Below you will find useful tips on a variety of topics. The menu on the left-hand side of this page will quickly direct you to the information you desire. Additionally, the following links may prove useful in your information gathering:
Virginia Tech Turf: Provides publications and information from the turfgrass extension specialists at Virginia Tech
Turfweeds at Virginia Tech: Provides weed resources as well as Weed ID, a web-based photo resource of over 200 common weeds.
As always, do not hesitate to contact our offices if you require further information or assistance.
Aeration has many benefits—it will help control thatch, improve soil structure, thicken underground roots and rhizomes, relieve compaction, and improve penetration of both water and fertilizers.
The aeration process removes small cores of soil and turf from your lawn. These cores are left on the lawn to break down and melt back into the soil after a mowing and/or rainfall. These cores are a source of organic matter for your lawn. Organic matter contributes to improved soil structure, a major factor in turfgrass growth and development.
Fall is an excellent time to aerate the lawn. Ideally, lawns should be aerated annually.
Of all the problems and pests that can damage a lawn, fungus diseases are the most frustrating and difficult to control. There are literally hundreds of diseases that can and do infect turfgrass.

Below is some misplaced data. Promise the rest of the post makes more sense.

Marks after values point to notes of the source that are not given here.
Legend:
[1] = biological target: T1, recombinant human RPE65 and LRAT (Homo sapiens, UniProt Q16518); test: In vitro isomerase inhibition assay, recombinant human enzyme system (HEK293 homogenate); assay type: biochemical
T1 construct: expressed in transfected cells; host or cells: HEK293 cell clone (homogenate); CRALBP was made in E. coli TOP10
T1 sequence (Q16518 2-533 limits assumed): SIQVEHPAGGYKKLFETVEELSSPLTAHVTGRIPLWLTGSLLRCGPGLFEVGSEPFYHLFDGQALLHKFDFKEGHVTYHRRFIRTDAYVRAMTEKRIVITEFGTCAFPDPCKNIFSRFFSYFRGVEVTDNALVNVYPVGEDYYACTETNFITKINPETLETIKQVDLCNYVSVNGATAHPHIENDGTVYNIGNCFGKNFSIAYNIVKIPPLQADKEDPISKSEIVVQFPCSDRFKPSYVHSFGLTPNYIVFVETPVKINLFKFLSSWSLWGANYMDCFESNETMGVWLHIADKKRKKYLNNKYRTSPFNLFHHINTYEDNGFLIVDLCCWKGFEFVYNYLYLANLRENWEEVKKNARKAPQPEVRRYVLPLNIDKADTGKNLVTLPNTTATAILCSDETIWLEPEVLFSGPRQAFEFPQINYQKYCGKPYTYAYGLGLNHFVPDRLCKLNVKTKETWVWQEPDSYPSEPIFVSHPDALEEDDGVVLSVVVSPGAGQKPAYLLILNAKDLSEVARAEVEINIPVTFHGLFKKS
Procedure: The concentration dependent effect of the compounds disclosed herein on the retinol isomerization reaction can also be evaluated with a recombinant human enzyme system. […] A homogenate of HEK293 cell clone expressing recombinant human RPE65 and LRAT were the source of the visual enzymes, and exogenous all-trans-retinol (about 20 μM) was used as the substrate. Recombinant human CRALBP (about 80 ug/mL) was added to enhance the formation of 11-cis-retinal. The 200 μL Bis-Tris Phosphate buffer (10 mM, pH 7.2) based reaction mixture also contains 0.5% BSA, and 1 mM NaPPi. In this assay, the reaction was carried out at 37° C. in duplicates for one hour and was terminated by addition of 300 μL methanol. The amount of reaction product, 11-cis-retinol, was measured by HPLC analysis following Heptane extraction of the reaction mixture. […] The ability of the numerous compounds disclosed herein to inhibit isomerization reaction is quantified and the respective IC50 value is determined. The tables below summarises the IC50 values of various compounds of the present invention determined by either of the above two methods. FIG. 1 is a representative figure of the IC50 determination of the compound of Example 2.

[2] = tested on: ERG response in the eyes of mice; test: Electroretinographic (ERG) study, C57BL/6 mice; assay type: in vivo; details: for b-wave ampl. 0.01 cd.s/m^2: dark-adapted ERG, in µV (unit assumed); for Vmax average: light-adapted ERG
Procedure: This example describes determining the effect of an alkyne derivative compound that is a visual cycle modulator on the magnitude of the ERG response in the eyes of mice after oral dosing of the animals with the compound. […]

The best control of a fungus is a healthy, properly fertilized lawn which is able to withstand the temporary damage done by a disease. Proper mowing and watering are also factors in disease prevention.
Fungicides, chemical controls of diseases, are too expensive and their results too erratic to make their use practical on home lawns.
Remember, most diseases are weather-related, and the damage is only temporary. A well-maintained lawn will eventually recover from disease damage when weather conditions change.
Since the chemical control of disease, on a preventive basis, is impossible and impractical as well as unwise, Green up makes no applications of fungicides, except in rare cases where we deem it necessary, and only then with a customer’s permission.
Dog urine can cause nitrogen burns in the lawn. With time, the turf will recover from these burns. Repeated urination in one area can kill turf due to excess nitrogen levels. Watering an area after urination will help dilute nitrogen levels in that area, reducing the probability of nitrogen burns appearing in the turf.
It is not only impossible and impractical to try to control all the insects that may be present in your lawn and/or soil—it is also unwise.
Unwise because insecticides can not only eliminate turf damaging insects, but also beneficial insects and organisms, such as earthworms.
Green Up does control insect populations that grow so large that damage occurs to the lawn. While we do use insecticides, as necessary, it is Green Up policy to emphasize their prudent and judicious use. You have our word that we will take an extra measure of care to use insecticides responsibly.
Since insect problems can occur at almost any time, and it is neither practical nor environmentally sound to control them on a preventive basis, Green Up extends to all its customers subscribing to any of our treatment programs, a “No Quibble Insect Control Guarantee.” If you at any time have turf damaging insects strike your lawn, we will control them at no additional charge.
Click HERE to read Green Up's recommendations for moles.